Interleaving is a technique in power converter design for switching multiple converter stages in parallel.
Symmetric interleaving involves switching different power conversion sections with the same frequency but with different phases to control noise output and ripple.
Asymmetric interleaving is more complex and does not enforce specific synchronization among converter stages.
These large converters could use asymmetric interleaving to ensure high power factor
Most designers who aren’t professional power engineers still need to know about a few key voltage regulator topologies. However, power supplies can be much more complex, possibly involving regulation of multiple sources that need to power multiple loads, and all without appreciably interacting with each other. Then there is the need to ensure high efficiency when delivering power to a load.
Symmetric and asymmetric interleaving are two techniques in switching converter design that are used to reduce ripple current. Symmetric interleaving is a well-known technique for accommodating multiple converters in parallel, and it is even built into some ICs for voltage converters. Asymmetric interleaving is more complex and is still making the transition to broader commercialization.
What is Power Converter Interleaving?
Most electrical engineers are familiar with the fundamental switching converter topologies (buck, boost, and buck-boost converters). These topologies are normally used on their own to produce a single voltage or they are used in stages to cascade an input voltage source to multiple values. The most common topology is to place converters in a series, where converters are daisy-chained to step up/down the input voltage to different levels in parallel.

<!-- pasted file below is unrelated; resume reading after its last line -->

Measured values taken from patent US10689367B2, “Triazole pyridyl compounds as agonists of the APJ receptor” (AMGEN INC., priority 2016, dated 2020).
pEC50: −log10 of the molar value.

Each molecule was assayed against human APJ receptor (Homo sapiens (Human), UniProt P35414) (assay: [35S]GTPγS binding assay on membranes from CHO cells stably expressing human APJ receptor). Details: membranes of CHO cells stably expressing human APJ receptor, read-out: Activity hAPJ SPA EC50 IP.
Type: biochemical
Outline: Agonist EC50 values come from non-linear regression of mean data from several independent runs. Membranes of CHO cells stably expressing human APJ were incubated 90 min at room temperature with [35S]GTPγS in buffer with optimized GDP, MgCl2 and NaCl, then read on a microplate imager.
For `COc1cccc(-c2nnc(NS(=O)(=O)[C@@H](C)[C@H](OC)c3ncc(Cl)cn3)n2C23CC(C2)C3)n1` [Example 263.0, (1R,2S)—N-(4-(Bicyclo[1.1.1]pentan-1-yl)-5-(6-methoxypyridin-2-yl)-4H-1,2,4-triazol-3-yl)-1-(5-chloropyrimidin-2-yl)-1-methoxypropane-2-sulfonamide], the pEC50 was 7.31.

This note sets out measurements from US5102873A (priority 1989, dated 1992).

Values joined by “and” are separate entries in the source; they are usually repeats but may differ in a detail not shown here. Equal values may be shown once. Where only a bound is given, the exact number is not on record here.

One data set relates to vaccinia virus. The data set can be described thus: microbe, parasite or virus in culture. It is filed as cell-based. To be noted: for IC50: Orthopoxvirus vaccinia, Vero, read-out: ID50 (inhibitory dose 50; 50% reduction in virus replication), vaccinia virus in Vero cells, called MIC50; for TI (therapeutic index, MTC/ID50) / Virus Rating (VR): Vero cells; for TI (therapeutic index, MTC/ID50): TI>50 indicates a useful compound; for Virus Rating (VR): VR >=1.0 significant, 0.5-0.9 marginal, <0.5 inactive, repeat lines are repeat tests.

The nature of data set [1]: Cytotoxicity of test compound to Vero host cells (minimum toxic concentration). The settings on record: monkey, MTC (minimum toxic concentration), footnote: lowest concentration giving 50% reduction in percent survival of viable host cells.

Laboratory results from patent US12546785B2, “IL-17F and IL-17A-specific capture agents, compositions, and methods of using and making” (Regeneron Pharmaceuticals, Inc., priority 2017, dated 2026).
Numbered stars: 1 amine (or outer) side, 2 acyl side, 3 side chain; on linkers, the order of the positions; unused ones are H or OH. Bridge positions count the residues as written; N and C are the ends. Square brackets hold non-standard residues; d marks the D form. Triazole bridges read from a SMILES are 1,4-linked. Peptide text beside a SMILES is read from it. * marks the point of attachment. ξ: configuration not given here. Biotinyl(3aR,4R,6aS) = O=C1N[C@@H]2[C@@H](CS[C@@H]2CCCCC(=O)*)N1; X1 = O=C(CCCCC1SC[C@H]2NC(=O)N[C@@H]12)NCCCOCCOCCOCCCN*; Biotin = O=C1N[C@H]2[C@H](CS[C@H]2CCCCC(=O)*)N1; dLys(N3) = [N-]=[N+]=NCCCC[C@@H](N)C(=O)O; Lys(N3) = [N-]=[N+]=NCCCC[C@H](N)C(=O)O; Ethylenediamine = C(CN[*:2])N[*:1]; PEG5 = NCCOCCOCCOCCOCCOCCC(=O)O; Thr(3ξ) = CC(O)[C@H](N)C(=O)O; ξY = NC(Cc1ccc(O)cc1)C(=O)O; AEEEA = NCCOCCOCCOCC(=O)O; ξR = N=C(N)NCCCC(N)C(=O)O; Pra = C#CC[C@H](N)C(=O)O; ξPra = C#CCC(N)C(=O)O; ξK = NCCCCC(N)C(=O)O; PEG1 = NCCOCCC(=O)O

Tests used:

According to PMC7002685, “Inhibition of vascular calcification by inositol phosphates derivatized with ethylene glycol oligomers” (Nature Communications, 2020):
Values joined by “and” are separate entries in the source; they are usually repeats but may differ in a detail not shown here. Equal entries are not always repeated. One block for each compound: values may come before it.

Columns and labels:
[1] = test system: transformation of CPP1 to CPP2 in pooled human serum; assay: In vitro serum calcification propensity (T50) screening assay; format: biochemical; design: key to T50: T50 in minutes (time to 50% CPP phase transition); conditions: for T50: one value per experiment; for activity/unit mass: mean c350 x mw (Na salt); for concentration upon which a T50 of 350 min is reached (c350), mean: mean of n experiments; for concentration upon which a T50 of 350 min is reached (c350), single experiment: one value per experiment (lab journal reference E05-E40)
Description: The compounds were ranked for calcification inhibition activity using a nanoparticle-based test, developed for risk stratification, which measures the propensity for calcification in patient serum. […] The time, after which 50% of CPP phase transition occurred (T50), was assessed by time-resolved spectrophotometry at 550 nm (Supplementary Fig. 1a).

Interleaving involves connecting multiple converter stages to the same voltage source and one or more outputs. Generally, an electronic device may have multiple converters, but these converters can share the same power bus. Interleaving extends this topology to multiple sources and multiple loads, and there will be multiple converter stages that sit on the power bus to provide one or more desired outputs.
An example of a single-input multiple-output (SIMO) interleaved buck converter is shown below. The example below shows how this topology is applied in a computer, although it could be applied to any system with a high current power supply with multiple converter stages and a variety of output voltages.
Power converter interleaving example with SIMO topology
Here, we have multiple switching converter stages, each of which may draw current when the switching elements are active. From here we have to ask the question: how should each of these stages be switched? Do we use a single PWM driver for all stages or multiple drivers? Do we need to synchronize the drivers? This is where symmetric and asymmetric interleaving are used to ensure high efficiency power delivery.
Interleaving is a technique used to synchronize switching in these converter stages. The switching PWM signals used to drive each stage are separated by some phase difference, where the total phase on all PWM signals sums to 2π. There are several goals involved in using interleaving:
- Reduce total ripple on all output stages: The total current drawn into the converter will have some ripple depending on the size of the inductor in each switching stage. If the switching stages are properly synchronized in the time domain, it’s possible to reduce total ripple.